What was your state of mind when you started putting pen to paper? What came to you?

Iris Van Herpen: I work intuitively and I was actually sitting where I am right now, at my big desk with a view of the river in Amsterdam. There are moments in the day when the water is like a mirror, there’s no movement and it almost becomes a solid surface. Then there are other moments when you start to see textures and little transformations, so I wanted to capture both of those stages of the water, the duality between movement and stillness. I was also thinking of the journey of water more generally, about how it’s the ultimate source of inspiration in terms of recycling and design. It’s our liquid state, the clouds, rainfall, crystals, and the snow. It’s never old, only recycled, for thousands and thousands of years. It’s just a beautiful source of inspiration for an infinite circular system.

“I think the dichotomy in my work is that it travels into the future and back into the past. It’s an evolution of craftsmanship. And It’s that futuristic essence that attracts artistic minds, it helps to transcend them into their own world” – Iris Van Herpen

As such an instinctive worker, do you find yourself slipping into a meditative state when you design? A state of flow?

Iris Van Herpen: Yeah I love it! It’s one of the most beautiful parts of what I do. I really connect designing to meditation. I guess there are different stages of thinking. We have reality and then there’s this alternative reality that you can create when you’re in a meditative state. Time and space feel very different yet I feel more connected to myself and my intuition. My background is in dance and that’s a very pure expression of emotion. That’s the state I want to be in when I design. The more abstract I go, the deeper I go, the better the designs become. 

It’s not always easy to reach that state of mind though, you can often end up chasing the dragon. Have you found that there’s a particular thing you can do that helps to key into that? 

Iris Van Herpen:  The mind really likes to take over. Many years back I’d go there naturally whenever I designed, I’d be in my own world, it was easy. But over the years it’s just become more difficult, there are so many things going on all the time. So I’ve started doing transcendental meditation. I was sceptical at the beginning but it’s a bit like lucid dreaming. I don’t use it for designing actually, I don’t know why, but since I’ve been doing meditation I find it’s easier to go into that abstract state. Our mental training is really important, especially when everything and everyone wants attention all the time. 

It all sounds very cerebral and a little chaotic. Are you able to achieve separation from the atelier?

Iris Van Herpen: It’s actually impossible. I translate all my curiosities, my interests, my reading, everything I do at any given point into my looks. And therefore my mind is always working. I’m jealous of people that have, like, a normal job with boundaries. Of the air and space they must have from not thinking about work. In my case, it’s always mixed and it’s 24/7. But that’s also the beauty of it.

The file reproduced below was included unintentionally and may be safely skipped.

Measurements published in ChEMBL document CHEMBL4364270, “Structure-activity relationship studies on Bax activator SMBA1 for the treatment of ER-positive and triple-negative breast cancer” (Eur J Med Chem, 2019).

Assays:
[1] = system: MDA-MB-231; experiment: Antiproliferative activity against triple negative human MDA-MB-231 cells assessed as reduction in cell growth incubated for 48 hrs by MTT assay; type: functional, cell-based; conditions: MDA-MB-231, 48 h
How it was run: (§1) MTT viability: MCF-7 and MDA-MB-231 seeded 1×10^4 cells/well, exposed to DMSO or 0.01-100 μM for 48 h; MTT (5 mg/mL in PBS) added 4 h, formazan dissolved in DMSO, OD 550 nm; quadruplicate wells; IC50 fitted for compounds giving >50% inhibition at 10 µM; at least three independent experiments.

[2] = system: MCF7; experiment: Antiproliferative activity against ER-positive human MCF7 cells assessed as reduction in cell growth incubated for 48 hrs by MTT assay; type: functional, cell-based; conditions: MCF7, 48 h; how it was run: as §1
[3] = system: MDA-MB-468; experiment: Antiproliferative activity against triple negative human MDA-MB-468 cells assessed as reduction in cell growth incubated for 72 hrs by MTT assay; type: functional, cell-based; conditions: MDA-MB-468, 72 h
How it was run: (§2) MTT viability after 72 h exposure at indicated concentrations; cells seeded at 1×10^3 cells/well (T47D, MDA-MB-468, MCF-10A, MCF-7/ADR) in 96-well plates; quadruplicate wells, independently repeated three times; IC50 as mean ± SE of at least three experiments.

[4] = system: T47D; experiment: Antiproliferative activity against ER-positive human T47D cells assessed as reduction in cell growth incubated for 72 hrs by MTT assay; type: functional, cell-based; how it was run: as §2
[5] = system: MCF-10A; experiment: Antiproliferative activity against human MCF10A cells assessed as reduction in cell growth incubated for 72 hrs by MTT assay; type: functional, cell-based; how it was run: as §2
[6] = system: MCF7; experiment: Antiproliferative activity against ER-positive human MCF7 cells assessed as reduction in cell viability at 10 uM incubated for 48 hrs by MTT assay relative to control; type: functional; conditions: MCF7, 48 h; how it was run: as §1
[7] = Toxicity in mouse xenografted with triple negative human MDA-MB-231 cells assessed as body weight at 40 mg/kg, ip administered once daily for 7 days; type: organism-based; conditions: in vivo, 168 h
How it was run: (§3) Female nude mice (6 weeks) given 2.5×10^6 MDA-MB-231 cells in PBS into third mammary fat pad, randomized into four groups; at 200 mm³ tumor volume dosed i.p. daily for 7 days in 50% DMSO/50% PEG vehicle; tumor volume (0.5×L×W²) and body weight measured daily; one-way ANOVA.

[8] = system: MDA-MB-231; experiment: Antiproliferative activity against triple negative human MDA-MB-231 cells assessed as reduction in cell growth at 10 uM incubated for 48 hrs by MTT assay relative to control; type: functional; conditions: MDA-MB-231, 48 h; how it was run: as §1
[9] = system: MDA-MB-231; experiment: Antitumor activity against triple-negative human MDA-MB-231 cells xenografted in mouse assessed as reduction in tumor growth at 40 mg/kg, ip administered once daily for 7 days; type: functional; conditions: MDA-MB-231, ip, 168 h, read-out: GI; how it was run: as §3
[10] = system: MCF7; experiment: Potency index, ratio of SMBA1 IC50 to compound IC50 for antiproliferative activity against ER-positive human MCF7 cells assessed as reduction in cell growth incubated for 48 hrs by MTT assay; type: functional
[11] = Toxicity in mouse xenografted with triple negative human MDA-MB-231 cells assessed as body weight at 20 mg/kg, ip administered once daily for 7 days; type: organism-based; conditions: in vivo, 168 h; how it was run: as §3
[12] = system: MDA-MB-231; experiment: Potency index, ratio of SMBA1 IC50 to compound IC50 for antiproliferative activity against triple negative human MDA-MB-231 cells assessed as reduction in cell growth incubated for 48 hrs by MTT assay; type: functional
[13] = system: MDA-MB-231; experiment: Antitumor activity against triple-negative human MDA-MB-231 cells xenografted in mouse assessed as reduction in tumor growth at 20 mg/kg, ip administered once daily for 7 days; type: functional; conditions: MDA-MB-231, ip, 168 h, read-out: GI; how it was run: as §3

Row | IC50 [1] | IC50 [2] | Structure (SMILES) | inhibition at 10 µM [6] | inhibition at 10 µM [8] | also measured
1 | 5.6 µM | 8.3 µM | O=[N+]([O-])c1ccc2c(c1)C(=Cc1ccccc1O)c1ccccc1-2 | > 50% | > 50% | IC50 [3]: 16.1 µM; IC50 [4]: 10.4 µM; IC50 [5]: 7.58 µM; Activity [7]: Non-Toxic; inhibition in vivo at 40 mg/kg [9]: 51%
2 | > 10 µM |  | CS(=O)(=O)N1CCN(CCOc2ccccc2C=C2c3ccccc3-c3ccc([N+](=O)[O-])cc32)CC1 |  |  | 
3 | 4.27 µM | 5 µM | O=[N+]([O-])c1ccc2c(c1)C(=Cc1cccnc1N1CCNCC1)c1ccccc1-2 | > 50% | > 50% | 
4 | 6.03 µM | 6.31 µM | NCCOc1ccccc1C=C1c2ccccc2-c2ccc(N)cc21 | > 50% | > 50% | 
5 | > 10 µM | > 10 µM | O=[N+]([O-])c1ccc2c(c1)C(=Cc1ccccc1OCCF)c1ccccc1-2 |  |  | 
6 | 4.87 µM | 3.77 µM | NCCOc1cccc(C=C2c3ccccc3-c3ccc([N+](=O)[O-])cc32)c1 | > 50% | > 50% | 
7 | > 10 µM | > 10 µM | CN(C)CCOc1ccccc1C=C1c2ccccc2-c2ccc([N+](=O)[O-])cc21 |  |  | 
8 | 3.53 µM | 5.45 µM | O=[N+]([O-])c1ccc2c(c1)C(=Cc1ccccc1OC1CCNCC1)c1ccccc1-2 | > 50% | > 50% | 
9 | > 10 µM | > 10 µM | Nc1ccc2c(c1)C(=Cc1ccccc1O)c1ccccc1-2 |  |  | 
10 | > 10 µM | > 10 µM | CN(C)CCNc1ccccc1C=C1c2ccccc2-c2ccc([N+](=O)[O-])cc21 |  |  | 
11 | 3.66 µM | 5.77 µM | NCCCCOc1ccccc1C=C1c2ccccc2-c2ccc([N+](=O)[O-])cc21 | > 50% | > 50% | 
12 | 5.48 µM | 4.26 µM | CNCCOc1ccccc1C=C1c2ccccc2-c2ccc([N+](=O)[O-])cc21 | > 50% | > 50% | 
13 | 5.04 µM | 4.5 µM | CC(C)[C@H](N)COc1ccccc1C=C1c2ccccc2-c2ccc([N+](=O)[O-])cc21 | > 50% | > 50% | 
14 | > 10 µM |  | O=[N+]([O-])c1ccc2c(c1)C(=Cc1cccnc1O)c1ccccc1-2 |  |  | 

Are there no small things that break you out of that intensity? 

Iris Van Herpen: Conversations always transcend me to new ideas, which, well, I guess that’s work related too. I think conversation can be more inspiring than travelling or watching a performance or a museum. If I look back at the essential progress I’ve made with my work, I think a lot of it comes out of conversations I’ve had with people from other disciplines. But yeah, I’m a walker. I walk two and a half hours a day. I read a lot and that’s a great way to escape. I’ve also started writing a little bit myself, that’s early stages, though. 

I’m not surprised that conversation is of such value, you’ve found yourself in formidable company over the years. From interning under Alexander McQueen, to counting Björk, Marina Abramoviç, and Tilda Swinton as close friends. How do you think they would describe you?

Iris Van Herpen: Talking from their perspective?! Oh I find it hard to talk for other people. Björk was one of the first to wear my pieces and we’re in contact a lot, we’re actually going to do something together soon. The most beautiful part about what I do is creating these alternate worlds, which someone like Björk really embodies. Marina, too, and everyone else I’ve worked with. Peter Sloterdijk (a philosopher) talks about how we all live in bubbles. So when I work with them it feels like diving into their bubble, floating for a while, and then coming back to reality. 

It’s those connections that keep me going and make me believe that fashion can really transcend. It really can. It can take you somewhere else. I know from Björk that it really helps her to perform, to be in a piece that we’ve made. It creates this environment for her, this embodiment of abstraction and experimentation, which can be really liberating. I think the dichotomy in my work is that it travels into the future and back into the past. It’s an evolution of craftsmanship. And It’s that futuristic essence that attracts these artistic minds – it helps to transcend them into their own world. 

“If we really want to radically change an industry in the time we have left, which is not a lot, then collaboration is really essential. There is incredible progress within sustainability but if every discipline has to start from scratch it will take so much longer” – Iris Van Herpen